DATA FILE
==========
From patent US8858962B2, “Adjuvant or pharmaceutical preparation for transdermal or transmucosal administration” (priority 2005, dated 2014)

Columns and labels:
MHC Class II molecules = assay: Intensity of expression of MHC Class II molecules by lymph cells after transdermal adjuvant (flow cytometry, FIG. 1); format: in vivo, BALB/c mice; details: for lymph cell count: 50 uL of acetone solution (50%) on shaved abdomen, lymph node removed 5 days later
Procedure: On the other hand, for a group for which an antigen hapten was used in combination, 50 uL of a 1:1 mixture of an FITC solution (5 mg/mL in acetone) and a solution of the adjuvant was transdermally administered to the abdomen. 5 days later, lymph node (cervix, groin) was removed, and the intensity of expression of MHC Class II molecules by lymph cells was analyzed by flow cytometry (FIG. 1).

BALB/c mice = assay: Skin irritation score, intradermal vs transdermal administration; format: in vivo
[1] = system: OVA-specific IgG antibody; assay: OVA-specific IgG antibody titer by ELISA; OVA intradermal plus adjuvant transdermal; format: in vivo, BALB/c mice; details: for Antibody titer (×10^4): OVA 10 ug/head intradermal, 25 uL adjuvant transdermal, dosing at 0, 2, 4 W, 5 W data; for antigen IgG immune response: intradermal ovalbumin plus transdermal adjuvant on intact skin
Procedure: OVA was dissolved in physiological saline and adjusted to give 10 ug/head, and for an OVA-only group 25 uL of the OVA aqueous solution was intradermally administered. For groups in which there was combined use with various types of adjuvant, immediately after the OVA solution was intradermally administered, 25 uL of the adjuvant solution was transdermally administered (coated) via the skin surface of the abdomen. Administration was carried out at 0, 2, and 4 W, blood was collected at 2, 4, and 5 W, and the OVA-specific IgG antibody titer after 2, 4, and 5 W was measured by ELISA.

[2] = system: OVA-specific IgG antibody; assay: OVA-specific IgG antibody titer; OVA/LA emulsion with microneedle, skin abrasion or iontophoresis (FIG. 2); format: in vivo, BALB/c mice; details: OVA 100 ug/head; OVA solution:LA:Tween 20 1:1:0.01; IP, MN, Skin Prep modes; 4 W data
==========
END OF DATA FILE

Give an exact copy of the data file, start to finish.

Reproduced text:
From patent US8858962B2, “Adjuvant or pharmaceutical preparation for transdermal or transmucosal administration” (priority 2005, dated 2014)

Columns and labels:
MHC Class II molecules = assay: Intensity of expression of MHC Class II molecules by lymph cells after transdermal adjuvant (flow cytometry, FIG. 1); format: in vivo, BALB/c mice; details: for lymph cell count: 50 uL of acetone solution (50%) on shaved abdomen, lymph node removed 5 days later
Procedure: On the other hand, for a group for which an antigen hapten was used in combination, 50 uL of a 1:1 mixture of an FITC solution (5 mg/mL in acetone) and a solution of the adjuvant was transdermally administered to the abdomen. 5 days later, lymph node (cervix, groin) was removed, and the intensity of expression of MHC Class II molecules by lymph cells was analyzed by flow cytometry (FIG. 1).

BALB/c mice = assay: Skin irritation score, intradermal vs transdermal administration; format: in vivo
[1] = system: OVA-specific IgG antibody; assay: OVA-specific IgG antibody titer by ELISA; OVA intradermal plus adjuvant transdermal; format: in vivo, BALB/c mice; details: for Antibody titer (×10^4): OVA 10 ug/head intradermal, 25 uL adjuvant transdermal, dosing at 0, 2, 4 W, 5 W data; for antigen IgG immune response: intradermal ovalbumin plus transdermal adjuvant on intact skin
Procedure: OVA was dissolved in physiological saline and adjusted to give 10 ug/head, and for an OVA-only group 25 uL of the OVA aqueous solution was intradermally administered. For groups in which there was combined use with various types of adjuvant, immediately after the OVA solution was intradermally administered, 25 uL of the adjuvant solution was transdermally administered (coated) via the skin surface of the abdomen. Administration was carried out at 0, 2, and 4 W, blood was collected at 2, 4, and 5 W, and the OVA-specific IgG antibody titer after 2, 4, and 5 W was measured by ELISA.

[2] = system: OVA-specific IgG antibody; assay: OVA-specific IgG antibody titer; OVA/LA emulsion with microneedle, skin abrasion or iontophoresis (FIG. 2); format: in vivo, BALB/c mice; details: OVA 100 ug/head; OVA solution:LA:Tween 20 1:1:0.01; IP, MN, Skin Prep modes; 4 W data